Japan warns of tight power supply in “extreme” heat waves


The Japanese government issued a harsh power supply warning on Monday, urging the public and businesses to save power as the country faces extreme heat waves.

Published by Ministry of Economy, Trade and Industry warning In anticipation of a surge in electricity demand, temperatures are expected to peak, especially between 4 pm and 7 pm local time on Mondays.

Power companies across the country have agreed to increase supply capacity, but said that as temperatures continue to rise, electricity supply may still be inadequate to meet demand.

“In the event of increased demand or sudden power supply problems, the reserve margin is below the minimum requirement of 3%, which can lead to power supply and tight demand.”

The reserve margin for energy supply and demand in Tokyo is expected to drop to 4.7% from 4 pm to 4:30 pm local time and then 3.7% from 4:30 pm to 5 pm local time. Ministry.

The government advised all households to save electricity by turning off unused lights, limiting the use of air conditioners, and preventing the risk of heat stroke.

Japanese Japan Meteorological Agency He also warned about “abnormal weather” on Monday. At 1:00 pm local time, downtown Tokyo was 34.7 degrees Celsius (94.46 degrees Fahrenheit), while Sano’s temperature reached 38.6 degrees Celsius (101.48 degrees Fahrenheit).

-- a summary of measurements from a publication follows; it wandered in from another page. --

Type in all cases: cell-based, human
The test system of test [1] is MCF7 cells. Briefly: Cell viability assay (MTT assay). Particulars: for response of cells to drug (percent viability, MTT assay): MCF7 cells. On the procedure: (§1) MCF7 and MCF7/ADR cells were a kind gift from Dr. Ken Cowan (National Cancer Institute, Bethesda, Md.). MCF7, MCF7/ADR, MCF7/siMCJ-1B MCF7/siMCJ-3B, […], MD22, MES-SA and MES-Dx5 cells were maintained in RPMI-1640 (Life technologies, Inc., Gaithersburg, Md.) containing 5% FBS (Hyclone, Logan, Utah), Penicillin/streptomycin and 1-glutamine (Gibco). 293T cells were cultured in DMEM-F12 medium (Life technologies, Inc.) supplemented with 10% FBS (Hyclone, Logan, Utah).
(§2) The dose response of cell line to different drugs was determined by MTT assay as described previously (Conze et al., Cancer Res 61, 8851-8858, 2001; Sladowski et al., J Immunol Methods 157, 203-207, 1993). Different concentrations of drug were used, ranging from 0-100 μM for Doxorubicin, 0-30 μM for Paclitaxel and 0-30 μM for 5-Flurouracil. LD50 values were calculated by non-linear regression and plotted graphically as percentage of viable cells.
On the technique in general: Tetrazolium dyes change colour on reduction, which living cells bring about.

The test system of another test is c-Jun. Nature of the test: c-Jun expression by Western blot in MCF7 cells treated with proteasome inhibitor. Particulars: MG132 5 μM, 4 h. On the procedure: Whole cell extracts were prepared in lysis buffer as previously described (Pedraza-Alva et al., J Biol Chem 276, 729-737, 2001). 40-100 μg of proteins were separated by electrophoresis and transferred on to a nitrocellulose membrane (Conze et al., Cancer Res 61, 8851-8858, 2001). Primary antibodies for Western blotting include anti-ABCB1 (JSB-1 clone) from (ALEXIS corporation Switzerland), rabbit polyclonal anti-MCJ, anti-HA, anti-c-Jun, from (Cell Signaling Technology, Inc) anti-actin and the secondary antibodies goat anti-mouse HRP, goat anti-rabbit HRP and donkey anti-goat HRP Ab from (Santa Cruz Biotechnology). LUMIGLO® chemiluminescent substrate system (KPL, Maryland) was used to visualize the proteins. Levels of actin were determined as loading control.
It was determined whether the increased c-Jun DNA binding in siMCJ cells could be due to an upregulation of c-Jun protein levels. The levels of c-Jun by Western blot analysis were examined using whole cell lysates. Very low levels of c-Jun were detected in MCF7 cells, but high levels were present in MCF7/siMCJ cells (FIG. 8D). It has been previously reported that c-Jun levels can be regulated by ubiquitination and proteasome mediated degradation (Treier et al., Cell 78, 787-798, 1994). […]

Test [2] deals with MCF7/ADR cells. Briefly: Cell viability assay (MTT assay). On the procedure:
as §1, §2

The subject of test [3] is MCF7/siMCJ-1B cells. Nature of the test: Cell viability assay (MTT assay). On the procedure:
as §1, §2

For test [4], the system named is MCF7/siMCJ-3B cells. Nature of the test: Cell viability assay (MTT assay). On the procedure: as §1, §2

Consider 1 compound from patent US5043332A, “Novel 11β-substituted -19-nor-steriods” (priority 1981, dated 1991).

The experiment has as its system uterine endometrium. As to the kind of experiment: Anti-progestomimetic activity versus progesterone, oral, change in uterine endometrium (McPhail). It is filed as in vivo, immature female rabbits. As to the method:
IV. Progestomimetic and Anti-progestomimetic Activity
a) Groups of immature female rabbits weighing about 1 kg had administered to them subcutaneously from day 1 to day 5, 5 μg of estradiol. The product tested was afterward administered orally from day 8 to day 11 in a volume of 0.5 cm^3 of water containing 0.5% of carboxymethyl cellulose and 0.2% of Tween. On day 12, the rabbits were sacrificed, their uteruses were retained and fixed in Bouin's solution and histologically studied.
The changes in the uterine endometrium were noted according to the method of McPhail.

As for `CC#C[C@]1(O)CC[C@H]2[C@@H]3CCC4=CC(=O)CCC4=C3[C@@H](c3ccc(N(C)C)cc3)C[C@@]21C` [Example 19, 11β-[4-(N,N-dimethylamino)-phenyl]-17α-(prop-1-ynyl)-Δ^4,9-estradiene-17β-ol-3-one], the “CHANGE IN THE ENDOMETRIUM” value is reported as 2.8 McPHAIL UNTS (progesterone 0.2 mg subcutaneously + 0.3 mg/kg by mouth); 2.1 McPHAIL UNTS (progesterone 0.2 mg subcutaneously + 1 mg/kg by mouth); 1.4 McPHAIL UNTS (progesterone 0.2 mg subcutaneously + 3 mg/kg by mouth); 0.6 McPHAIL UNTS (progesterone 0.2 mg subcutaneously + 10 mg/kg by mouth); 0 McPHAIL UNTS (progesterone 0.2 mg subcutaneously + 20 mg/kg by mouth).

Since the Meteorological Agency began setting records in 1951, the rainy season has ended earlier than usual in many parts of Japan, including the metropolitan area, meteorological officials said.

Summer heat in Japan begins at the end of the rainy season. In 2018, the rainy season ended with a very hot summer, and several heat waves hospitalized thousands.

The government first issued a warning about electricity usage in March, when a magnitude 7.4 earthquake struck off the coast of Fukushima Prefecture and several thermal power plants in the region shut down.

Reuters contributed to this report.

Aldograph Redley


Aldgra Fredly is a Malaysia-based freelance writer featuring the Epoch Times Asia Pacific News.